The person who is negligent of time and its employment is usually found to be a general disturber of others’ peace and serenity.  It was wittily said by Lord Chesterfield of the old Duke of Newcastle–“His Grace loses an hour in the morning, and is looking for it all the rest of the day.”  Everybody with whom the unpunctual man has to do is thrown from time to time into a state of fever:  he is systematically late; regular only in his irregularity.  He conducts his dawdling as if upon system; arrives at his appointment after time; gets to the railway station after the train has started; posts his letter when the box has closed.  Thus business is thrown into confusion, and everybody concerned is put out of temper.  It will generally be found that the men who are thus habitually behind time are as habitually behind success; and the world generally casts them aside to swell the ranks of the grumblers and the railers against fortune.

In addition to the ordinary working qualities the business man of the highest class requires quick perception and firmness in the execution of his plans.  Tact is also important; and though this is partly the gift of nature, it is yet capable of being cultivated and developed by observation and experience.  Men of this quality are quick to see the right mode of action, and if they have decision of purpose, are prompt to carry out their undertakings to a successful issue.  These qualities are especially valuable, and indeed indispensable, in those who direct the action of other men on a large scale, as for instance, in the case of the commander of an army in the field.  It is not merely necessary that the general should be great as a warrior but also as a man of business.  He must possess great tact, much knowledge of character, and ability to organize the movements of a large mass of men, whom he has to feed, clothe, and furnish with whatever may be necessary in order that they may keep the field and win battles.  In these respects Napoleon and Wellington were both first-rate men of business.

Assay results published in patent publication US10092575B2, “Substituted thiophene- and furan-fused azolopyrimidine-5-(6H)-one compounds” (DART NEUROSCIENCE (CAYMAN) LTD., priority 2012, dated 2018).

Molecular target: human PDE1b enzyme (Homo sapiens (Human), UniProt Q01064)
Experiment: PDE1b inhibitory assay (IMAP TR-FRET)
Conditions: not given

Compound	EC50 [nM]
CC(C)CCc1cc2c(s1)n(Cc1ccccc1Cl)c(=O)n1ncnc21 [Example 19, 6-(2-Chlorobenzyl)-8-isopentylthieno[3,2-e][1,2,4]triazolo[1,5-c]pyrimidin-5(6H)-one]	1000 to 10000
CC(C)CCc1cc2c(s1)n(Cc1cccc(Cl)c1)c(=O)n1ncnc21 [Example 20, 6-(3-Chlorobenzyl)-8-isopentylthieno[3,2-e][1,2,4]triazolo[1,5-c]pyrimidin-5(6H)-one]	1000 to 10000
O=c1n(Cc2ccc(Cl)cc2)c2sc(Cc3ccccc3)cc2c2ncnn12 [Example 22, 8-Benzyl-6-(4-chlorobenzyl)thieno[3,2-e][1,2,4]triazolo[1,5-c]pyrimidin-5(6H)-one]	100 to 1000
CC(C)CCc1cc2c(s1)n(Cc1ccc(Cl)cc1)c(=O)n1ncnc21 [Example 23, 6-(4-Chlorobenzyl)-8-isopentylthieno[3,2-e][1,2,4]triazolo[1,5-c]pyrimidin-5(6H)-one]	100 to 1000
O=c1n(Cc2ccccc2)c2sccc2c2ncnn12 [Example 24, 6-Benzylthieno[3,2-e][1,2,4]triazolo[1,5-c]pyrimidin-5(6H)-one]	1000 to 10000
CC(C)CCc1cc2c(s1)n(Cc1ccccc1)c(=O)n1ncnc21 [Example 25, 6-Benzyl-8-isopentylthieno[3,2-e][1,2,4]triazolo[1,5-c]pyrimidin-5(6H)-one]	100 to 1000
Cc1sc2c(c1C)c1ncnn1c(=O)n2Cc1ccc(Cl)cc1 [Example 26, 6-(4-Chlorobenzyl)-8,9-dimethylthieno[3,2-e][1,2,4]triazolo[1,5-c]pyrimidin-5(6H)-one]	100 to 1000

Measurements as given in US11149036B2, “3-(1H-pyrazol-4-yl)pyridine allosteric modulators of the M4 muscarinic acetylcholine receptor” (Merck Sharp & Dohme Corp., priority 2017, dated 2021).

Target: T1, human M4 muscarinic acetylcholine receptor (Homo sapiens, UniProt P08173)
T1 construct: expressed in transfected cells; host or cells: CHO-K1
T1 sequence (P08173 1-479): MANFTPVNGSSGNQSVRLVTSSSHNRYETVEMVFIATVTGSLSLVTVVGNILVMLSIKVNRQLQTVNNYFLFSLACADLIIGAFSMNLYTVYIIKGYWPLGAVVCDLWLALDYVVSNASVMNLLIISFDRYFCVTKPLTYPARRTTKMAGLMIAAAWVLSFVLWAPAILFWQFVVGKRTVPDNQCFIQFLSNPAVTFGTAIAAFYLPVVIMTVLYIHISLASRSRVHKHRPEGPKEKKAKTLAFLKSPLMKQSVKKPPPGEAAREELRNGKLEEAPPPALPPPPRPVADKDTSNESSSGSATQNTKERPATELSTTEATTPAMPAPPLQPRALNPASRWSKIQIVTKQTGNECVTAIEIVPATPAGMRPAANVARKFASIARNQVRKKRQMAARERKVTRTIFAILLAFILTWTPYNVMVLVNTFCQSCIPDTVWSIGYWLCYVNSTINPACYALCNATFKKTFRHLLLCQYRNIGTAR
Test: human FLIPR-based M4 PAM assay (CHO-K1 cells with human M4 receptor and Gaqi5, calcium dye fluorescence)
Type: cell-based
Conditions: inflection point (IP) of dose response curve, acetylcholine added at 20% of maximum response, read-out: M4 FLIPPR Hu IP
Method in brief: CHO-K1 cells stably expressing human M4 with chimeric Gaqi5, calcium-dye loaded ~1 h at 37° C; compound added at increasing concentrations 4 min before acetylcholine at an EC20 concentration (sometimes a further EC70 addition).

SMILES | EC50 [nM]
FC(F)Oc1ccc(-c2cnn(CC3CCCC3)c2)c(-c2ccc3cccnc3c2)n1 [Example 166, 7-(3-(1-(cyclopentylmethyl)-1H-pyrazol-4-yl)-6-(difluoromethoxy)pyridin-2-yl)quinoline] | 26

Though Napoleon had an immense love for details, he had also a vivid power of imagination, which enabled him to look along extended lines of action, and deal with those details on a large scale, with judgment and rapidity.  He possessed such knowledge of character as enabled him to select, almost unerringly, the best agents for the execution of his designs.  But he trusted as little as possible to agents in matters of great moment, on which important results depended.  This feature in his character is illustrated in a remarkable degree by the ‘Napoleon Correspondence,’ now in course of publication, and particularly by the contents of the 15th volume, {25} which include the letters, orders, and despatches, written by the Emperor at Finkenstein, a little chateau on the frontier of Poland in the year 1807, shortly after the victory of Eylau.